Legal Pluralism and the Challenge of ‘Law’
Singh suggests that a diversity of legal sources may even be a 'natural' course of events and that its recognition by the state may go back several centuries.96 With this in mind, the next part of the article will examine two main currents of pluralistic research legal sources. theories: legal pluralism and constitutional pluralism. Tamanaha's definition of legal pluralism, which occurs "when social actors identify more than one source of 'law' within a social arena," likewise avoids giving a substantive definition of its subject matter.102 Twining broadens legal pluralism into normative pluralism, taking the existence of multiple normative orders as a more useful theoretical basis. The discourse of legal pluralism has also expanded into the realm of international law, although challenges to its definition still exist.
Beyond the traditional sources of international law, international legal pluralism suggests the possibilities of non-state transnational societies creating binding laws. An important focus of international legal pluralism seems increasingly to be determining both the process and the tools for dealing with the conflicts that arise from such pluralism. Paul Schiff Berman, highlighting the work done by scholars from the New Haven School of legal theory and similar scholars, presents law as procedural, authoritative decision-making.107 Similarly, William Burke-White views the 'pluralism' of international legal pluralism as an ongoing process, visible in several trends in the international legal system.108 They and other scholars note the important role that national courts play in this process, because international law issues arise in disputes with increasing frequency.109.
Constitutional Pluralism Defined
For Maduro, constitutional pluralism is a social fact: it describes the state of the European legal community. This superior legal or constitutional conception of international human rights documents is also evident in some other cases of foreigners who are not refugees. Since all refugees fall under the alien legal regime, the Indian government's practice could indicate a denial of rights under international refugee protection treaties.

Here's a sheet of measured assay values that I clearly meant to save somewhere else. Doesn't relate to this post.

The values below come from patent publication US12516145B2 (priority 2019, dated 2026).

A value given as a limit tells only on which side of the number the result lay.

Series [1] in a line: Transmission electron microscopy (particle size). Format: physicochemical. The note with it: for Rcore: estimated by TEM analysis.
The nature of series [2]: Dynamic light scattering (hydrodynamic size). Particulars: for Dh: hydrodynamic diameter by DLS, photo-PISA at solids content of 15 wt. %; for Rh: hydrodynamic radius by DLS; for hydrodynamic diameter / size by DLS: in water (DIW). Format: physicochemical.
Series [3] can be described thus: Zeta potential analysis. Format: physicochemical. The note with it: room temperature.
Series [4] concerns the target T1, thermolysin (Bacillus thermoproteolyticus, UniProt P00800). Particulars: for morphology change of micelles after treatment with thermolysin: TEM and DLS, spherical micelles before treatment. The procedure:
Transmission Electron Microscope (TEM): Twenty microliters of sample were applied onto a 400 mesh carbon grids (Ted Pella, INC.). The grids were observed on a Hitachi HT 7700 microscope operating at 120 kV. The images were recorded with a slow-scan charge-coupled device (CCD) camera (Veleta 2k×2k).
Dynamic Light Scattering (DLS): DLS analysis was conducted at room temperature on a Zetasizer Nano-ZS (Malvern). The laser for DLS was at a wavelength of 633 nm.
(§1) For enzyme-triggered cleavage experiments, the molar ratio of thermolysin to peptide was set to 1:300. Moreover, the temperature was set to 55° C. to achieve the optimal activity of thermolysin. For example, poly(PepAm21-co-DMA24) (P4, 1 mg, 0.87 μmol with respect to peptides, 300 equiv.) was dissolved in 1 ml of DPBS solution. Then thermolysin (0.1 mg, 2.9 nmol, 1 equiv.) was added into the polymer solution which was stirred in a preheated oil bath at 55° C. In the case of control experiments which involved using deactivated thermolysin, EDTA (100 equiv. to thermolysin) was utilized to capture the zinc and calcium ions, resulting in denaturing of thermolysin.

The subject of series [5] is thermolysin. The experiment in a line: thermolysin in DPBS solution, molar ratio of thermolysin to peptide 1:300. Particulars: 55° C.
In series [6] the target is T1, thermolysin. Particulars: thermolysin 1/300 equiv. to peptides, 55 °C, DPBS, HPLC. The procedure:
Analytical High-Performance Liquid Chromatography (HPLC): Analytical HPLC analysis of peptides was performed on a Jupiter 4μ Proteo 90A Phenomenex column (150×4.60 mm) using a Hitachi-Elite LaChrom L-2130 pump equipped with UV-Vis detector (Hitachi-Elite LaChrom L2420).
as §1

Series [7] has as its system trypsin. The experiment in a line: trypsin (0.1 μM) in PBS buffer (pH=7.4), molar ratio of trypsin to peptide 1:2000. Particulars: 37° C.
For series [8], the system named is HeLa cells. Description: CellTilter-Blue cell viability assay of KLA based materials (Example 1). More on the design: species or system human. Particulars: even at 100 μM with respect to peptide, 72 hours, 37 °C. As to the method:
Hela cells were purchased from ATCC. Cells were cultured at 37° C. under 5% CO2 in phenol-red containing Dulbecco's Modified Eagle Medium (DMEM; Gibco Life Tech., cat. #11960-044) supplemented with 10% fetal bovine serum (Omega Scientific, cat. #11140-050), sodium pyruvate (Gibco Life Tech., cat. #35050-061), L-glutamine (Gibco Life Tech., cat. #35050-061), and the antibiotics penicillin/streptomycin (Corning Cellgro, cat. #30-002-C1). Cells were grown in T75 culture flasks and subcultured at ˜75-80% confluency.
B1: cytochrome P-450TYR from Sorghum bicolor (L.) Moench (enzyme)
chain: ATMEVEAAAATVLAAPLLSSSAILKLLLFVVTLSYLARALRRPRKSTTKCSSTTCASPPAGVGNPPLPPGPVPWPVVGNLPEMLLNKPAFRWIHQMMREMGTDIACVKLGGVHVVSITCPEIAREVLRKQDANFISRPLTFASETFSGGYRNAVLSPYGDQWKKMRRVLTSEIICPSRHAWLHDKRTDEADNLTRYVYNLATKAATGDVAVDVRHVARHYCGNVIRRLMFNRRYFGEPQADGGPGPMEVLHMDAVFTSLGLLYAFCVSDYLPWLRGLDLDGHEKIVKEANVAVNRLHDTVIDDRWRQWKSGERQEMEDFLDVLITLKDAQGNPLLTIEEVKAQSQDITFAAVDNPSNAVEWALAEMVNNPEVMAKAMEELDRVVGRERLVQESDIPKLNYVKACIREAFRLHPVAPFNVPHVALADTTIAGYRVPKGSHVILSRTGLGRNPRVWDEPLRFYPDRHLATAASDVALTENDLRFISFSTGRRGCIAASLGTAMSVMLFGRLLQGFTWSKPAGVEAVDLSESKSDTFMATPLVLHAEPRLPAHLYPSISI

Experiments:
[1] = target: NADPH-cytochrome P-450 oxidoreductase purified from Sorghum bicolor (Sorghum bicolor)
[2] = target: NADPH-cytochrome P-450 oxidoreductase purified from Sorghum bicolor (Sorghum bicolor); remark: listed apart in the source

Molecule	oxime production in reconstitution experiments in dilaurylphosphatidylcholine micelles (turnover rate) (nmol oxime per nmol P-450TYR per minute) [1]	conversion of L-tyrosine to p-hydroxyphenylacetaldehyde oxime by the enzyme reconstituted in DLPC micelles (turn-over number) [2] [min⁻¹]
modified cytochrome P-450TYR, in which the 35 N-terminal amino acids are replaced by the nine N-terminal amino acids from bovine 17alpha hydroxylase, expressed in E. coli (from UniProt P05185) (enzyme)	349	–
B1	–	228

Population Flux and Xenophobia: A Case Study of the Chakmas.” Forced Migration in Northeast India: A Media Reader.Ed. Major Refugee Crises Since World War II and the Response of the International Community, Michigan Yearbook of International Legal Studies, 3 (1980). Concept: - Borders in different parts of the world are the main sources of disputes between countries.
Snehashish Mitra *
Samaddar points out in the introduction the closeness of the partition scholarship as a result of nationalist reasoning and points out that the book has investigated the contested national space and the specifics of the dialogic situation. Sanjay Chaturvedi deals with excess geopolitics along with important details of the interplay between division and transgression. Minority rights are an essential aspect to be addressed at the border, the violation of which may lead to further revision of the borders.
Samaddar delves into the details of the narratives of the Balkans and Asia Minor partition through a critical lens. In the concluding sections, therefore, Samaddar calls for abandoning the definitive reading of partition as he refuses to accept partition as a nationalist fate. As can be seen in the review of the first book, this one also focuses on the majority orientation of the division and the post-division construction of the nationalist discourse.
NOTES FOR CONTRIBUTORS
In this Issue